Share |

Tool Systems for the 21st Century

Susan Hebrank, Marketing Services Coordinator
Contributing Editor

Cribmaster

Every MRO operation requires a high level of accountability for tooling. We all know what happens when we are missing the tool we need to complete a task. What is the actual cost of this problem and how does it impact us, our crew, or our operation? What are the risks?

In aviation maintenance operations, any lost or misplaced tool is a safety hazard or a potential risk for foreign object damage (FOD). After years of studying documents, attending training classes and respecting the “NO-FOD” signs posted throughout the facility, it’s a compliance that is deeply engrained in every aviation maintenance specialist. While training and daily reminders are important and are still required, there are now proven processes for tool control to ensure a FOD-free environment. Most government contracts require proof of your facility’s documented FOD processes. How can we perform a quality job in the shortest amount of time possible and remain FOD compliant without feeling like big brother is watching over our shoulder?

  

It’s called “passive issue.” While this concept in tool management is new, the process is not. Maintenance specialists want to do maintenance work as opposed to less productive activities such as recording data in logs, scanning barcodes, checking calibration schedules, or walking to and waiting at the tool crib. With a desire to get on with doing the job, even the most seasoned specialist can miss doing some of these steps. With “passive-issue” technology such as radio frequency identification (RFID), highly sensitive scales and software, it becomes easy for the specialist to speed up this mundane process by eliminating these types of wasteful activities and get the needed supplies, while the system figures out the rest. Because RFID technology utilized in this system requires very little training, it has less of an impact on the culture of each member of the maintenance crew.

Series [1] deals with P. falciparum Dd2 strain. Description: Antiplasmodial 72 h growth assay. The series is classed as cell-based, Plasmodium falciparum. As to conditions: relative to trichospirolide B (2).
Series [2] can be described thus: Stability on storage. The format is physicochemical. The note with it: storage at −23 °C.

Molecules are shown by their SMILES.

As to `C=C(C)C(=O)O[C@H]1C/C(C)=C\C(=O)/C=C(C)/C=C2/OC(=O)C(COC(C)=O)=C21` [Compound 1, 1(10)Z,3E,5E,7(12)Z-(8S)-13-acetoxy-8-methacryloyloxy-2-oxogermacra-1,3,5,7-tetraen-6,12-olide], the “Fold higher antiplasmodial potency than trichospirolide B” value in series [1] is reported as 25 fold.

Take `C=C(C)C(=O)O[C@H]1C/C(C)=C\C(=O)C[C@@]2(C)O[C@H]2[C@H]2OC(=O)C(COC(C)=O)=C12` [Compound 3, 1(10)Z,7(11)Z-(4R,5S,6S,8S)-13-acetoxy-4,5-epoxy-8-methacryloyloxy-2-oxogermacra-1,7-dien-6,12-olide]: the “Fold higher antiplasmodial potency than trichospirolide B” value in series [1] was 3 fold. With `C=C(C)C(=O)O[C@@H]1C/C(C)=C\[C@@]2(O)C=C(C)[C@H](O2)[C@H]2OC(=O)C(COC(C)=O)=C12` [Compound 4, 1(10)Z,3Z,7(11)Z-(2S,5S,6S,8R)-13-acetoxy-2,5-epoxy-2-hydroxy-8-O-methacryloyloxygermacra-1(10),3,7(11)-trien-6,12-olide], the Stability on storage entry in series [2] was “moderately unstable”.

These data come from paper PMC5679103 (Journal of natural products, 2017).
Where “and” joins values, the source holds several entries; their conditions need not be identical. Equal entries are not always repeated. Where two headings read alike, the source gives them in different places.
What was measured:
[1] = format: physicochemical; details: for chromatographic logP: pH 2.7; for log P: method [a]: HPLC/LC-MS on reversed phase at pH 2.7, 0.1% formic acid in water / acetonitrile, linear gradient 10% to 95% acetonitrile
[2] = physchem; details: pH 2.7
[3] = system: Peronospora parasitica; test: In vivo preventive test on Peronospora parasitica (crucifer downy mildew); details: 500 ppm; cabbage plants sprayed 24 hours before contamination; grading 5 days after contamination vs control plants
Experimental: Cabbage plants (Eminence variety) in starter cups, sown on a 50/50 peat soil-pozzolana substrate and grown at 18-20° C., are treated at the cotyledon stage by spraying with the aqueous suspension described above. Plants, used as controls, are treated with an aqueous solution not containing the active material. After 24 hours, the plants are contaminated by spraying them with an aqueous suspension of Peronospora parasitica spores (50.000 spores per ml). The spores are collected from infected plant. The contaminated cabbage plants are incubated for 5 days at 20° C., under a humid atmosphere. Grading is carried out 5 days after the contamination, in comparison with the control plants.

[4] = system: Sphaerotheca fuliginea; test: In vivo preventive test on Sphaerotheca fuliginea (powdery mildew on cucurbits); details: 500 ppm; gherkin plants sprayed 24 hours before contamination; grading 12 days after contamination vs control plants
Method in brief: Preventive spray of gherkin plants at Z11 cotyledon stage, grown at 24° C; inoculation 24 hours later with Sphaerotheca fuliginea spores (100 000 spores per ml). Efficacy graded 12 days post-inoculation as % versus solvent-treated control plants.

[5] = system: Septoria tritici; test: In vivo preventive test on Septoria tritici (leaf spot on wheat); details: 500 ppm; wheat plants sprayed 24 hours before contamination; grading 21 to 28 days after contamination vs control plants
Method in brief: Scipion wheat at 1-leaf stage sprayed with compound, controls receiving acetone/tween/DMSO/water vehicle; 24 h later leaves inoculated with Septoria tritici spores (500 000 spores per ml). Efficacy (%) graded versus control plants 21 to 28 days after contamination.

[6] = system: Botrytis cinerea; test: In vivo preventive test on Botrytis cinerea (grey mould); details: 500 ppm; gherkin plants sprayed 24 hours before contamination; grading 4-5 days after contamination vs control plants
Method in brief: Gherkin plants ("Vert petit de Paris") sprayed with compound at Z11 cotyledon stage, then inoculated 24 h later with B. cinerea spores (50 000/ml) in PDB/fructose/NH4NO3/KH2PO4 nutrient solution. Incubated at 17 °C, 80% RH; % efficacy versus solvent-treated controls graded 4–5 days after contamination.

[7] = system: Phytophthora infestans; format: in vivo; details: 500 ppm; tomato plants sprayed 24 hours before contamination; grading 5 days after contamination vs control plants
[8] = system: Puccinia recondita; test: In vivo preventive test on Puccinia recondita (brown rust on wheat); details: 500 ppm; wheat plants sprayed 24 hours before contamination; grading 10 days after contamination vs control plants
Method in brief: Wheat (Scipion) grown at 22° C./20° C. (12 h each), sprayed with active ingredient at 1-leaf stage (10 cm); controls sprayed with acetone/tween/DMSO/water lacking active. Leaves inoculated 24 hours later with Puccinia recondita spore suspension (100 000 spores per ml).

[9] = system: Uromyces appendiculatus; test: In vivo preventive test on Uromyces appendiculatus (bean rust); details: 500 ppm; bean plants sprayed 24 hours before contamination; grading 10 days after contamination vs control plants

How It Works

RFID tool-tracking devices include a variety of options such as modular drawer systems, cabinets, scanners, portal systems and last-point-read (LPR) monitors. These devices paired with inventory management software provide numerous benefits. As for the portal system (AccuPort), a maintenance specialist can simply walk into an unmanned, secured tool crib 24/7 with their RFID-enabled employee badge. Inside this caged area are stored parts, tools, safety products, certified tool kits (CTKs) or anything needed to do a maintenance task. Once the items are retrieved, the maintenance specialist presses the exit button to unlock the door and walk out of the crib. The system records the transaction for each item as they walk away. The specialist does all this without having to stop and enter codes, record data in a log or scan barcodes.

To keep the tools in the proximity of the work area, the modular drawer systems (AccuDrawers) can also be placed at point-of-use locations in FOD critical areas.